The Justice of Women “A Jury of Her Peers”, by Susan Glaspell, shows two women solving a murder because of their ability to pay attention to little details. Their husbands, who are important men in a small town, by ignoring women’s “trifles” – pans, dirty towels, sewing baskets – are not able to solve the case and even so the men mock the details observed by the women. While women talk about small details like dirty towels and sewing baskets, the men laugh at them and do not see the evidences. The female characters find the strangled bird, killed in the same way as the deceased (John Wright). The strangled bird symbolizes the miserable life of Mrs. Wright because she did not have kids, she possibly treated the bird as her child to sign
The wife of farmer Wright has apparently strangled her husband in bed with a rope. The police, unwilling to buy her story that her husband was strangled in the night alongside her and she didn’t wake up, begin to put together the pieces but are missing major factors. They have the murder weapon, and the only known suspect, but they’re unable to discover a motive for the crime. Mr. Hale & the police, having brought the women along for information and to gather a few things from the house for Mrs. Wright’s departure to prison, leave them to gather Mrs. Wright’s things whilst they further survey the crime scene. It is during the girls’ searching of the Wright household and their discussions about the Wright family do they discover a possible motive.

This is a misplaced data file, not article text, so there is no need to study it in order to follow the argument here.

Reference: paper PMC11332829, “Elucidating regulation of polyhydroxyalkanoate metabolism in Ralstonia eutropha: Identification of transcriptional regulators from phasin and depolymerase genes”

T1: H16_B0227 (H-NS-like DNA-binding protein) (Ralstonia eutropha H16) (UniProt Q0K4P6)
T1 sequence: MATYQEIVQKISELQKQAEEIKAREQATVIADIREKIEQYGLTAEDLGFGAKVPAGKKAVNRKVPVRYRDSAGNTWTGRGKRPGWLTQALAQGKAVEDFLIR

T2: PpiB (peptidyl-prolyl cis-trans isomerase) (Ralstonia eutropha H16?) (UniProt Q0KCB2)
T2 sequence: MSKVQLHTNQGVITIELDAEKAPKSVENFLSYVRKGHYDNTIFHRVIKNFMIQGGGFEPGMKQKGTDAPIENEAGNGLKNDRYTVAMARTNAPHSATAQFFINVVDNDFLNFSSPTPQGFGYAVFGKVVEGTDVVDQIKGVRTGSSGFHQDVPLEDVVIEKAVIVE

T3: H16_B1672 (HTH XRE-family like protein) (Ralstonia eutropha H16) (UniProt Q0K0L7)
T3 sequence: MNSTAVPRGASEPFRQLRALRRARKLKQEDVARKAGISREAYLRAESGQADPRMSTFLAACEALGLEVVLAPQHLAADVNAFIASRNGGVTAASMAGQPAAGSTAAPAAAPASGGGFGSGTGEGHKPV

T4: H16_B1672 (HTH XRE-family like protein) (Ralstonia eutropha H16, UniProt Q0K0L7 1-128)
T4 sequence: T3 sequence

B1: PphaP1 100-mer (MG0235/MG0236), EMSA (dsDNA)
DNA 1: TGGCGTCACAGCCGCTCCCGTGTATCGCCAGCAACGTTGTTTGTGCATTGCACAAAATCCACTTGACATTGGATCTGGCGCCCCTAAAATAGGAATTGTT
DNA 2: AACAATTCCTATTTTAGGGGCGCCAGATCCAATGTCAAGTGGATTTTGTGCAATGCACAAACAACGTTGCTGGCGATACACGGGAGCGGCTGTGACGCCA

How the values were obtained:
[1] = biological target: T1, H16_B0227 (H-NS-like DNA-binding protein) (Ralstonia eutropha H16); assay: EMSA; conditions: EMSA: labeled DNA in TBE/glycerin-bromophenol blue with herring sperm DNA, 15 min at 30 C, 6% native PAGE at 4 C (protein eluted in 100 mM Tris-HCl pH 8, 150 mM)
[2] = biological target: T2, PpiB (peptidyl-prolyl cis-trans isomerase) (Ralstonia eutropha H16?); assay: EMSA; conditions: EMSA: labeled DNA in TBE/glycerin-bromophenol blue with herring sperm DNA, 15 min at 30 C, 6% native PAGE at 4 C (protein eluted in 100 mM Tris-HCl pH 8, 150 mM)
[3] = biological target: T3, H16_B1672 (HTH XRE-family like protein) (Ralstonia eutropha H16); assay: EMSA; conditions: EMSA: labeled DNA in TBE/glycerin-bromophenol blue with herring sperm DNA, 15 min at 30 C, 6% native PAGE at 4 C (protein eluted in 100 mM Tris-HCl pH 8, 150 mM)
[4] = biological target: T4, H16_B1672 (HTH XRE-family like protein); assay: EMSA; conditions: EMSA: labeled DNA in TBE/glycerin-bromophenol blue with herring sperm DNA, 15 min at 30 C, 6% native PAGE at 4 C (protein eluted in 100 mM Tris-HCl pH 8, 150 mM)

Mrs. Peters and Mrs. Hale decide to hide the evidence and the men are unable to find any evidence from the murder. Before the first dialogue the entrance of each character demonstrates and highlights the superior and firm outlooks of the men. The women are given weak physical and emotional features “the two women—the Sheriff's Wife first; she is a slight wiry woman, a thin nervous face. Mrs. Hale is larger and would ordinarily be called more comfortable looking, but she is disturbed now and looks fearfully about as she enters.” The men unlike the women are buddle up and go straight to the stove with no nervous feelings except keeping warm near the oven. The men cause the women to defend not only Mrs. Wright by their comments “Well, women are used to worrying over trifles” but they also defend themselves and how they are observed.
Ashley Howard Eng 1102 Professor David Norman December 10, 2012 Symbolism Of Trifles In Susan Glaspell's, "Trifles," symbolism is used to emphasize the meaning of the play. Glaspell writes of a woman who murdered her husband because he was to blame for her cold and lonely life. The women character's in the play, Mrs. Hale and Mrs. Peters, solve the murder, while the men, the county attorney and sheriff, wonder about trying to figure it out. Glaspell used symbolism as clues to the murderer's motive that only the women were able to figure out, and in turn kept the motive of the murderer a secret due to the bond of women. Male domination in 1916, when Susan Glaspell’s play Trifles was written, was the way of life.